Publishers Weekly Reviews
Themes of friendship, loss, and healing permeate Ezekwudo's picture book tale of two country cats, Lee and Limbo. Limbo visits Lee every day at 7 Lamar Lane, and together they stretch on the grass, play hide and seek, chase butterflies in the garden, and drink water from the birdbath. When Lee's owner moves away, taking Lee along, Limbo is devastated, unable to muster the enthusiasm for much besides meowing sadly and pawing at the windows of Lee's old house, hoping for Lee’s return . One day she finds a new family of two children, a cat, Eli, and a Poodle, Sugar, has moved in. Soon enough, the children grow fond of Limbo. And, so do Eli and Sugar. But with Lee still on Limbo's mind, will Limbo ever move past the grief of losing an old, dear friend and start making new ones?
Ezekwudo and illustrator Zulfikar Rachman depict Limbo’s loneliness with grace and feeling, offering young readers an uncomplicated examination of themes of loss, change, and acceptance. Rachman's digital and hand paintings enliven the cat’s lush world with affecting nuances and evocative settings. Employing bright tones for cheerful sequences, Rachman ably contrasts Limbo's despair and loneliness with darker tones.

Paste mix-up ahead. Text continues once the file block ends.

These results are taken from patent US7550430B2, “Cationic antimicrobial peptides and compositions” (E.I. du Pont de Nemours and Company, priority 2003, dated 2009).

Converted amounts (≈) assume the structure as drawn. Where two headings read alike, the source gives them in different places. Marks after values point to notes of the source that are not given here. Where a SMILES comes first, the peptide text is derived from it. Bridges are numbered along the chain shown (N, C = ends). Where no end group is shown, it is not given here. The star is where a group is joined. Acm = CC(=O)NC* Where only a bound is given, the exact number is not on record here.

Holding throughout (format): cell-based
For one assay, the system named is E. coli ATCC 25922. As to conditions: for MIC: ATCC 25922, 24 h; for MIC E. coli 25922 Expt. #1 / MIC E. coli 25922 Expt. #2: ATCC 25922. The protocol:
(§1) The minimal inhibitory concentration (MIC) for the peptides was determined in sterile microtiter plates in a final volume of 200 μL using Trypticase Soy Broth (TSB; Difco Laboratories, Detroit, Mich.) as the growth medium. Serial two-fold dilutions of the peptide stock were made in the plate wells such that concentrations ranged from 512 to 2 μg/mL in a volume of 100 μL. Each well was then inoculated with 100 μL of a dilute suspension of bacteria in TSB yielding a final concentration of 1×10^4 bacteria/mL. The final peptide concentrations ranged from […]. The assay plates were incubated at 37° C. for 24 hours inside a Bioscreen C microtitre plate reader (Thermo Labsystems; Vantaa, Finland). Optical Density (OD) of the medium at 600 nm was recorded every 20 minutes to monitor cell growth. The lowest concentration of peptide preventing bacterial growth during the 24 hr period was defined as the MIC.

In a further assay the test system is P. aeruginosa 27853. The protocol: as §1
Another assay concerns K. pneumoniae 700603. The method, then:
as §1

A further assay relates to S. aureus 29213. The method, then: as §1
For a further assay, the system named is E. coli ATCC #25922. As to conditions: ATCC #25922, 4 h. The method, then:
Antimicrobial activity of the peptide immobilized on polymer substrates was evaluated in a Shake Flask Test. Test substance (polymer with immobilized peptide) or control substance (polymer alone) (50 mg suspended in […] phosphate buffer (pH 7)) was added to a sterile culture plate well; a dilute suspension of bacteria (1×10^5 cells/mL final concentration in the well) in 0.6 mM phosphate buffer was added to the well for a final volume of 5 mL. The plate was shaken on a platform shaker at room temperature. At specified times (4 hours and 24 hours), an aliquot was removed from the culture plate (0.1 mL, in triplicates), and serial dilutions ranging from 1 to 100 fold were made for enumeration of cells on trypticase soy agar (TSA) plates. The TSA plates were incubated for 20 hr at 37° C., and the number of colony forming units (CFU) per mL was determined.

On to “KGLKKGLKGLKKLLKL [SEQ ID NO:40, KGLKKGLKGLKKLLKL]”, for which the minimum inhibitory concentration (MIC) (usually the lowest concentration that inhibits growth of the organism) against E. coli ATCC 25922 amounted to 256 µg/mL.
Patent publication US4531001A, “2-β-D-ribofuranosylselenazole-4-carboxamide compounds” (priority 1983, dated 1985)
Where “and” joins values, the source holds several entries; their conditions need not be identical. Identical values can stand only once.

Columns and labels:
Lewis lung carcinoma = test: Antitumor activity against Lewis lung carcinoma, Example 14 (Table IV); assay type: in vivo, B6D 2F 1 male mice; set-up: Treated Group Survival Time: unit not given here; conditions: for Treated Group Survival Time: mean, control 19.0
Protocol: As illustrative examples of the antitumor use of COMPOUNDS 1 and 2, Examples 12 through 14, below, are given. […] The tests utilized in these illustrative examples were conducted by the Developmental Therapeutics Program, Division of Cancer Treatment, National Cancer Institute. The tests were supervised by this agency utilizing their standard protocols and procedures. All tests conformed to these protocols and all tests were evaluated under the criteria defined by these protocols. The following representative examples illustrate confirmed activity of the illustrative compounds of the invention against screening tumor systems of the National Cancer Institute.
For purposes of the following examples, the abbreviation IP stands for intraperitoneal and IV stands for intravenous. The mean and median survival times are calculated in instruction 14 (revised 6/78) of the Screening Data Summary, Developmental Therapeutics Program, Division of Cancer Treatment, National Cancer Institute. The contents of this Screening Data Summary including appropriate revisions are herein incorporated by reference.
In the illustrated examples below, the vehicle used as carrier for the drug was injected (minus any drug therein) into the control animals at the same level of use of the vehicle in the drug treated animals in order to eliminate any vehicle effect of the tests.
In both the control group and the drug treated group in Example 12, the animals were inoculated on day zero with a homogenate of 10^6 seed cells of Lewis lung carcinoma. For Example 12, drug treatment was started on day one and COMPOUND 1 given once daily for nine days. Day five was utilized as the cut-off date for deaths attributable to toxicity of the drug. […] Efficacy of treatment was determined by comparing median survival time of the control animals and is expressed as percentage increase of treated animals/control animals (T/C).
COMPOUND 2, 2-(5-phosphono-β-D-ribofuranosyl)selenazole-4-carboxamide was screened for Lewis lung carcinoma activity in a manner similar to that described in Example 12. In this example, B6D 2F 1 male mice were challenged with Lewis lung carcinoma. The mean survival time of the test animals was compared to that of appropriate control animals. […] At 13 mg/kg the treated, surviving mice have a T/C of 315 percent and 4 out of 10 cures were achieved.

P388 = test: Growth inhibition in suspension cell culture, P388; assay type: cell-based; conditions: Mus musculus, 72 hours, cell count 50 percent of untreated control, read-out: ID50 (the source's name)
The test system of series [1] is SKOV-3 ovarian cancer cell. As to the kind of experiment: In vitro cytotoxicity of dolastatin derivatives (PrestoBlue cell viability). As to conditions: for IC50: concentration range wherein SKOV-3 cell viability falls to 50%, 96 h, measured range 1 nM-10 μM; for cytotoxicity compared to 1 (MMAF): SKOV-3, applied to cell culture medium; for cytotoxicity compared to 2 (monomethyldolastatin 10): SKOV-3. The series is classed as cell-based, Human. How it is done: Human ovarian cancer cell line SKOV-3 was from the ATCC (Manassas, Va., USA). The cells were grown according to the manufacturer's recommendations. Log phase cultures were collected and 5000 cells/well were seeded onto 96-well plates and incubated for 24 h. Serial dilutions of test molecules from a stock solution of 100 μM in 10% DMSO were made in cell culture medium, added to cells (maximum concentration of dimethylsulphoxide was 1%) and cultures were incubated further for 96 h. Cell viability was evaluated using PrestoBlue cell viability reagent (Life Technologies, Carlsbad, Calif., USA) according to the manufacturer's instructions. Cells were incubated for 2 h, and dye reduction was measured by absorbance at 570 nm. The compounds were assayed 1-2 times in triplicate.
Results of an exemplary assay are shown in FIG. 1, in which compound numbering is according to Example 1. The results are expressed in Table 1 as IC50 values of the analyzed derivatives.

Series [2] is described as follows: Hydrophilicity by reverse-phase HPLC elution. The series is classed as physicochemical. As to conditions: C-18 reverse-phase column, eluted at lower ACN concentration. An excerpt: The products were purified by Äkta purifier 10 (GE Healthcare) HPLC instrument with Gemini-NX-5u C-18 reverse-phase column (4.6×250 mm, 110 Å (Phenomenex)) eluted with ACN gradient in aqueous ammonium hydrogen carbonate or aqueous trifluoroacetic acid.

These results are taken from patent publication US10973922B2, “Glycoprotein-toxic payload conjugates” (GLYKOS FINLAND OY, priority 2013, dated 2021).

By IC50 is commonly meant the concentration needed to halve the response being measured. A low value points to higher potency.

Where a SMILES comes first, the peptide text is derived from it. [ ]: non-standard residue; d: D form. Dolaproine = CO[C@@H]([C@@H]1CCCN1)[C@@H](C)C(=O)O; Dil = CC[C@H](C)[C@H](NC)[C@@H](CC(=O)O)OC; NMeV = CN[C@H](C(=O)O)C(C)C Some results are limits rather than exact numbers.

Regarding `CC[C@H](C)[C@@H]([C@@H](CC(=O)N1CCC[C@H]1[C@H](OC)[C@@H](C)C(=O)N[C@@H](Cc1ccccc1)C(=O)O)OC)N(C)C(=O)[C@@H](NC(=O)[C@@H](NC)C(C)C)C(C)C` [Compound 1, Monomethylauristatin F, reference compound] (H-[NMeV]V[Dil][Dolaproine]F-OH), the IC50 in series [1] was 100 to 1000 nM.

Diverse human characters and sensitive narration amplify the plot's welcoming warmth, and, together, Ezekwudo and Rachman infuse this ultimately hopeful and engaging tale with a poignant delicacy. The pacing, however, occasionally loses steam owing to verbosity. Nonetheless, this picture book makes for a wholesome bedtime read complete with notation for a cheerful song, “Make New Friends.” Also present is a helpful questionnaire inviting readers to contemplate the tale’s themes. Casting a steady and perceptive light at the loneliness and devastation that comes with losing a friendship, Lee and Limbo stands as memorable juvenile fiction replete with accessible wisdom.
Takeaway: Readers aged 4-8 will find much to appreciate in this pleasing tale of friendship between cats.
Great for fans of: Elisha Cooper’s Big Cat, Little Cat, Caron Lewis and Charles Santoso’s Ida, Always
Ezekwudo and Rachman infuse this ultimately hopeful and engaging tale with a poignant delicacy. The pacing, however, occasionally loses steam owing to verbosity. Nonetheless, this picture book makes for a wholesome bedtime read complete with notation for a cheerful song, “Make New Friends.” Also present is a helpful questionnaire inviting readers to contemplate the tale’s themes. Casting a steady and perceptive light at the loneliness and devastation that comes with losing a friendship, Lee and Limbo stands as memorable juvenile fiction replete with accessible wisdom.